The country property needed about $125K in work, both were priced in line with Comps.
    Both in escrow, both with 9 offers, both sold for more than asking, all cash.
    Will this last?
    No, and I think Corelogic is optimistic, 10% down by next may sounds about right.

    • Phoenix_Ikki says:

      Those 9 offers, either they are the smartest people in the room in hindsight or they suffer the worst FOMO ever or just have so much money to burn that job security in the near future is not a thing for them. I guess only time will tell which camp they belong.

      • Tom Stone says:

        The people who have been doing well the last few years have been doing very well indeed.
        If you are concerned about increasing social unrest moving to what you consider to be a more stable area makes good sense and if you are moving from the more Southern Bay Area Counties prices here may seem cheap.
        That said I’m seeing the typical signs of a top, some people paying way the heck more than they should for some properties while some pretty nice places I consider reasonably priced based on comps sit.
        The Economy here in Sonoma County already took a heavy hit and we reopened too soon, the next shutdown will hurt even more…unemployment is already at an 80 year high according to the local paper.
        Reality can be obtrusive and very rude indeed when it shows up, and it always does.
        It’s gonna hurt, starting this fall.

        • MonkeyBusiness says:

          Don’t worry. More free money coming. Reality will hurt, one day. Based on what we’ve been doing, we are making sure that day will be REALLY, REALLY painful.

          Bacon at 50 bucks a slice will hurt no matter how you look at it ;)

  13. Timothy J McLean says:

    As they say, all RE is local. Like Tom Stone mentioned in Napa, my little piece of paradise in Naples, Fl has seen a surge in prices and a decrease in inventory. There were 3 homes listed on my street in the last 30 days between $1.7 million and $3.5 million. All have either closed or are pending. There are no other listings.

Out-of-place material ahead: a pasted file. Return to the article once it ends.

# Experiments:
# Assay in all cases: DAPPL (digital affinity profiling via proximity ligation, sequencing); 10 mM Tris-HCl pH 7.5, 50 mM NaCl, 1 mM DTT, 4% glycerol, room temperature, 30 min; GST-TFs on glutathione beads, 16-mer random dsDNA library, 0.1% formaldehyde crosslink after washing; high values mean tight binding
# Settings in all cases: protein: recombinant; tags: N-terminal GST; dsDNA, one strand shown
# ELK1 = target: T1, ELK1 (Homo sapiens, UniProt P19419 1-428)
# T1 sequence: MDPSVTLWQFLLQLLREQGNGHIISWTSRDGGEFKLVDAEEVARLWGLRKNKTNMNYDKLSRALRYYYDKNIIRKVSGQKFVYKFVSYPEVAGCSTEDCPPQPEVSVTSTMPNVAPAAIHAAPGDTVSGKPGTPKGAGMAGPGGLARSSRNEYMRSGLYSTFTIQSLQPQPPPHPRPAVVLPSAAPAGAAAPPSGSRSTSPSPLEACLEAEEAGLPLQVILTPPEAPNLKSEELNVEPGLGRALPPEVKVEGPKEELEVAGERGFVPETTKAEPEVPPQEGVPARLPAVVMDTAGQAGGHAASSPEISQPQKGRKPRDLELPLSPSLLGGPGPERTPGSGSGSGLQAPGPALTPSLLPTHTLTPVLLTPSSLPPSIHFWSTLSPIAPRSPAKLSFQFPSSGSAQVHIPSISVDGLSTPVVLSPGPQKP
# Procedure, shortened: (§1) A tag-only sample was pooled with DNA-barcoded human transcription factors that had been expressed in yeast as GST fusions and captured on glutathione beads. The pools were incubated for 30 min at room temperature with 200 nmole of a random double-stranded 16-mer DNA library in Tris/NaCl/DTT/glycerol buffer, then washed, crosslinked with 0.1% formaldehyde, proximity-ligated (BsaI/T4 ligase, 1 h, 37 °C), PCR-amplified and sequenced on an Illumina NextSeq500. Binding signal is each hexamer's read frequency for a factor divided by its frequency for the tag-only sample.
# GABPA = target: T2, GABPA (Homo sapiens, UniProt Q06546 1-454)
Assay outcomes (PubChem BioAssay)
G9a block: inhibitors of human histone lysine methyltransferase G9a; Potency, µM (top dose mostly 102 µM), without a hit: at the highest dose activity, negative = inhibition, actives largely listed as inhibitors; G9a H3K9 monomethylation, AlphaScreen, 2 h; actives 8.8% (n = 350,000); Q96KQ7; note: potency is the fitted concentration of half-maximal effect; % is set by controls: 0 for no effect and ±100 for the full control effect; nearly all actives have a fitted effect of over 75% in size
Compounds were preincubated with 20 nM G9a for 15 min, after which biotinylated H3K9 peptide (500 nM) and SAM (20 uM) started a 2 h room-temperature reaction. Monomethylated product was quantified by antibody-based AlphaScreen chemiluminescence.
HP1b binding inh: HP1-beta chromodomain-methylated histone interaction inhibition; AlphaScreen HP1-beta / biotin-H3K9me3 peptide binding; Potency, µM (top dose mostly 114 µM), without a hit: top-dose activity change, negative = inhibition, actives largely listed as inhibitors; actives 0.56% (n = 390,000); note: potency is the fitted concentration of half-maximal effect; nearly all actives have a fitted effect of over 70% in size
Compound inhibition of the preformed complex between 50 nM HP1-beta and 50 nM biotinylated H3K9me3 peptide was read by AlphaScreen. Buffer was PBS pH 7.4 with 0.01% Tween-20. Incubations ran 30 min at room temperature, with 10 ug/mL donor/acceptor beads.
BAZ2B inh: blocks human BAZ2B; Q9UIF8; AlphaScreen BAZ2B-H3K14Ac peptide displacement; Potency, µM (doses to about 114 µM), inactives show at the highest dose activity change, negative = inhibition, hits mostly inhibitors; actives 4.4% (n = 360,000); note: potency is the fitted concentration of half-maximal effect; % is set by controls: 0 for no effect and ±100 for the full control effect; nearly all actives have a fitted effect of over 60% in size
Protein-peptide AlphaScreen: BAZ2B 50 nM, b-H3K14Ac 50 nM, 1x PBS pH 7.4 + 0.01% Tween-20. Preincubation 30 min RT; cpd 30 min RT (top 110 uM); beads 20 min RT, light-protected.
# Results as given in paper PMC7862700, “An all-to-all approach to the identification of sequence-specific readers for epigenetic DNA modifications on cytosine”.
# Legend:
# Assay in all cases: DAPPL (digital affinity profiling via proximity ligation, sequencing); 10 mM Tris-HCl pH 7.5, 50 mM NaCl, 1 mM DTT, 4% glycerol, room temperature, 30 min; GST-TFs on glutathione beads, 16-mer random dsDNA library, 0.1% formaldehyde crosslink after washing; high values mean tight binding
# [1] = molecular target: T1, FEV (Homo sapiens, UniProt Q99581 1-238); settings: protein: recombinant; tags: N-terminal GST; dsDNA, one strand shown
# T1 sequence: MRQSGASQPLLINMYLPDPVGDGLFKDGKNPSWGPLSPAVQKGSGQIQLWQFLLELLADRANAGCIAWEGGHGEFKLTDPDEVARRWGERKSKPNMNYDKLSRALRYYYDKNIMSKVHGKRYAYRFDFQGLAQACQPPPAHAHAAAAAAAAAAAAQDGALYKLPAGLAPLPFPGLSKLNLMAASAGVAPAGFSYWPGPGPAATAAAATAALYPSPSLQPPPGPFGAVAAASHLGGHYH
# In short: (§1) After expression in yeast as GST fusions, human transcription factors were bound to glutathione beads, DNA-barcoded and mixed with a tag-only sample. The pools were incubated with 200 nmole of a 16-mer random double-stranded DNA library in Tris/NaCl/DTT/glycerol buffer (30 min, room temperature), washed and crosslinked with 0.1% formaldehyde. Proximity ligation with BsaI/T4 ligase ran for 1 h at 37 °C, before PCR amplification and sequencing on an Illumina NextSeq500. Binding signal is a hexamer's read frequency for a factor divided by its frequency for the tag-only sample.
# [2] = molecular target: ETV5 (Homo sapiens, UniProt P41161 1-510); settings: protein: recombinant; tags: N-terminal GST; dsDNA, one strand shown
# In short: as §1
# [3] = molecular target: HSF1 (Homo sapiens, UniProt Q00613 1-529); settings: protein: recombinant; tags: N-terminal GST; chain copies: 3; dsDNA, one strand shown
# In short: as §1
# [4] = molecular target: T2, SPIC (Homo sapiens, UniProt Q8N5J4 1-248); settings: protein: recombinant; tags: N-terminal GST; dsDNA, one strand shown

• Rowen says:

      I think 2020-ish is peak Baby Boomer retirement. I know two who are selling high equity Charleston SFRs for Naples townhomes/condos.

    • roddy6667 says:

      Naples is disconnected from the rest of the market. I know a couple who bought a waterfront house in Naples for $1.8 million and tore it down to build an 8500 sq. ft. monstrosity for two people. Rarified air on that street.

      • Zantetsu says:

        Disgusting excess.

        • FluffyGato says:

          @Zantetsu – I can’t necessarily disagree; however, I have a question:

          Is it also “disgusting excess” when LeBron James purchases a 2.5 ACRE, $39MM mansion in Beverly Hills?

          Or is that okay?

        • Zantetsu says:

          Yes, that is even more disgusting. I’m not sure what brand of logic you think I’d be following to answer differently.

    • VintageVNvet says:

      AAAH yeah tmj,,, ”Naples on the Cuff!”
      Moved there in late 1950 era, when gulf front dirt was $100 per front foot! Left there mid sixties when same was $1,000 pff…
      Glen Sample ruined the place when he came down, dredged most of the best oyster beds to make Port Royal, and it never the same ”paradise” since then, and now pretty close to the worst example of ”developers gone wild” ever…